Superintendent Richard stated that Senior Staff is confident that, should the Board decide to re-locate Module Vanier to the Calvin Park building, the students would continue to be well served in a facility where they would be exposed exclusively to French for the majority of their day, but also where there would be capacity for future growth.
Superintendent Richard reviewed Focus Area 9: All Remaining Schools. He said that should the Board decide to close one of the schools, Senior Staff encourages the Board to embrace, to the fullest extent possible, the suggestions made during the public meeting related to the remaining schools. The Senior Staff continues to support its recommendations from the Senior Staff Report that address some of the ideas that were presented.
• If a new school is built, it should be a mid-size school of about 1,100 students (Senior Staff Report, Option1,1.1, page 61);
• The two schools created provide a composite program, (Senior Staff Report, Option1,1.2, page 61 and Option 2, 2.6, page 66);
• Walkability and transportation be considered when selecting a site for a new school (Senior Staff Report, Option 1, 1.2.2, page 62) and be reviewed when establishing new catchment areas for the two-school model (Senior Staff Report, Option 2, 2.7, page 66);
• Give consideration to programing enhancements through proximity to existing municipal athletic facilities and/or other artistic, recreational, cultural or educational community resources (Senior Staff Report, Option 1, 1.2.3, page 62).
Superintendent Richard reviewed Focus Area 10: Transportation/Walkability. He said that walkability was a high priority in the input received, especially for the students attending QECVI. Some people identified the inability to walk to school for the QECVI students as a significant barrier to attendance. Fortunately, all three schools are within walking distance of the majority of the students living in the city. However, walkability and transportation will be a key area for consideration and discussion by the Board during the decision making process. Superintendent Richard stated that we would propose that appendices F and G containing information maps and tables related to walkability be analysed at a future meeting, as part of the Trustees’
Superintendent Richard reviewed Focus Area 11: French Immersion/Extended Programs. He said that input was received about the provision of French Immersion programming and about a district-wide review of French Immersion.
Superintendent Richard commented that Senior staff recognizes that there are many practical, cognitive, and psychological benefits to learning languages. Because of the travel times that result from our District’s extensive geography, and our tradition of dual track schools, the Senior Staff recognizes that the placement of all programs in specific schools, including French Immersion, must be considered within the geographic context of the specific communities served by the programs, including both English and French catchment areas. Accordingly, within each of the program and accommodation reviews to date, the Senior Staff has addressed all special programs provided in the area, including French Immersion programs. For example, as a part of the boundary review in Kingston West, both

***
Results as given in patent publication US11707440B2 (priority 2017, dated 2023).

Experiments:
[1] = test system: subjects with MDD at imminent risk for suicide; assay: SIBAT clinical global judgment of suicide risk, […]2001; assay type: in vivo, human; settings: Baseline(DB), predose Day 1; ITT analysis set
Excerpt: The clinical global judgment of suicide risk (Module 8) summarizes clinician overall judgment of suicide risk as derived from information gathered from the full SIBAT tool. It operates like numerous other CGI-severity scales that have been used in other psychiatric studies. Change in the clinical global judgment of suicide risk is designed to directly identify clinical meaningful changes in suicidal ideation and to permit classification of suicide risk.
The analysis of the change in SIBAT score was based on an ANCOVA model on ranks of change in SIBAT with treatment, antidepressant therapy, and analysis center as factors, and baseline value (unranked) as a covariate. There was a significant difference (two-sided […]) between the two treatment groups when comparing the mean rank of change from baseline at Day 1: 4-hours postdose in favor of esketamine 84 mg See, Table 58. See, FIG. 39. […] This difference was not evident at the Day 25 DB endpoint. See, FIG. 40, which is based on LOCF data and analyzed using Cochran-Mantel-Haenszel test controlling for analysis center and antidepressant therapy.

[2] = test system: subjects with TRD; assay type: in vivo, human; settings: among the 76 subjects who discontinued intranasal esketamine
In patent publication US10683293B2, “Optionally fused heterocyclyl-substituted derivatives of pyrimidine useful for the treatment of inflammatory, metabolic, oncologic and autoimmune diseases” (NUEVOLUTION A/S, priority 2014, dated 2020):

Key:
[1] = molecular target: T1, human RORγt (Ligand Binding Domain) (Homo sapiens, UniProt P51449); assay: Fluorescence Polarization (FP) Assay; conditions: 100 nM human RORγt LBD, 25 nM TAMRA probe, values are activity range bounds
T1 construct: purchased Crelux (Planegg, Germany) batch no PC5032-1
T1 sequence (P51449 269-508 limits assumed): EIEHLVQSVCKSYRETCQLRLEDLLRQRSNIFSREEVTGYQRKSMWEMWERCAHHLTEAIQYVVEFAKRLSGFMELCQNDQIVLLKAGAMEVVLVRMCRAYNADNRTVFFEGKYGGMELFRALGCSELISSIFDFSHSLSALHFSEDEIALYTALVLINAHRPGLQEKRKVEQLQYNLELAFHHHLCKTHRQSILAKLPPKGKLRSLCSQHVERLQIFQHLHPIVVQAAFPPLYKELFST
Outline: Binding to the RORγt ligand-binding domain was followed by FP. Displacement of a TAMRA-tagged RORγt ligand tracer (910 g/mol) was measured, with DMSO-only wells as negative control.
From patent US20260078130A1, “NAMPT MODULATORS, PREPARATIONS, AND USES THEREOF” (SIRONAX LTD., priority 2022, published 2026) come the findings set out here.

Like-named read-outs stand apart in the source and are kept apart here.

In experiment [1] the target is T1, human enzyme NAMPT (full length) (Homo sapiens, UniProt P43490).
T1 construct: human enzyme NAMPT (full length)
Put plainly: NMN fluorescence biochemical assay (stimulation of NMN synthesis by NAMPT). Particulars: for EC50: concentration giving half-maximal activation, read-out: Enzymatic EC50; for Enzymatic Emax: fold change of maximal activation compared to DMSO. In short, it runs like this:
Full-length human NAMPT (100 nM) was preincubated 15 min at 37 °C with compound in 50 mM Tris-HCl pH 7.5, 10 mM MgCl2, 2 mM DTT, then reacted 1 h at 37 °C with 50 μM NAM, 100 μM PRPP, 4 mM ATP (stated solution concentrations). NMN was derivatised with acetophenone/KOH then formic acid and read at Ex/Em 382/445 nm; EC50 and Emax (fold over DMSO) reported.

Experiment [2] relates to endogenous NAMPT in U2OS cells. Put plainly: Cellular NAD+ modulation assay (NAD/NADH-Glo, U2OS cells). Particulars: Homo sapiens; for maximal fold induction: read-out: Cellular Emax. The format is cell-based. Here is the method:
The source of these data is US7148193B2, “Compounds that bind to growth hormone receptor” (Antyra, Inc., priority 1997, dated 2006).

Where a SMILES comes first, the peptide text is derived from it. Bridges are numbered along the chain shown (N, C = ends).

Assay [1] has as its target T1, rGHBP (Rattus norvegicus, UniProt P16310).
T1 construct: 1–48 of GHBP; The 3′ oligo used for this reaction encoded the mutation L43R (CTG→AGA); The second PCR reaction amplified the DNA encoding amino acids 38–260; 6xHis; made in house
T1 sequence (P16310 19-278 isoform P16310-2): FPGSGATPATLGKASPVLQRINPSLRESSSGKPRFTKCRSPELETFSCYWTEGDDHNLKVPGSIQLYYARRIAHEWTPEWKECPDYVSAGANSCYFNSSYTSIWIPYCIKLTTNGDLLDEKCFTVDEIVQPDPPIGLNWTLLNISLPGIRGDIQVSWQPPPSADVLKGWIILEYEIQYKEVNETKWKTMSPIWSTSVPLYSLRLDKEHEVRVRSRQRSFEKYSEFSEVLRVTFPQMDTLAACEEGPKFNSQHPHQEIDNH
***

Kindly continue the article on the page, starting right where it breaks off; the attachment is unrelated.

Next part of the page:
the French and English catchment areas of J.R. Henderson Public School were adjusted. The accommodation review of Kingston East included consideration of the French Immersion program for the new consolidated dual track school.
Superintendent Richard commented that on an ongoing basis, providing reasonable access to French Immersion/Extended programs and safeguarding that the enrolment is sufficiently large to ensure a robust program are critical goals. Senior Staff weighs requested program changes against the access and enrolment needs of all programs in the district, as well as the Board’s ability to provide the appropriate teaching and learning resources, including teachers, to ensure quality programs. As enrolment in the French Immersion program changes in any one school or across the district, Senior Staff observes the trends, discusses the provision of programs and implements changes as appropriate. For example, in response to changing enrolment patterns in the intermediate
and secondary French immersion programs in Amherstview P.S., Ernestown Secondary School, and Sydenham High School, several program location adjustments have been made over recent years.
Superintendent Richard reviewed section 11.1: French Immersion in Kingston East. He stated that a request for consideration was brought forward for French Immersion at the intermediate and secondary levels to be located in Kingston east. He indicated that Senior Staff will continue to monitor the immersion enrolment in Kingston East. Currently, as the chart demonstrates, there is insufficient enrolment in each of grades four through eight to create populations large enough to form discrete secondary classes without multi-grade classes, and to withstand the levels of attrition that predictably occur as students move through secondary school. He reported that should the growth trend that appears in the Primary division continue in future cohorts, staff
will examine the feasibility of relocating Immersion programing at the intermediate and senior divisions to the eastern area of our district.
Superintendent Richard stated that Table 4 outlines the French Immersion Grade Enrolments at École Sir John A Macdonald Public School, and the chart demonstrates the projected enrolment increase in the lower primary grades.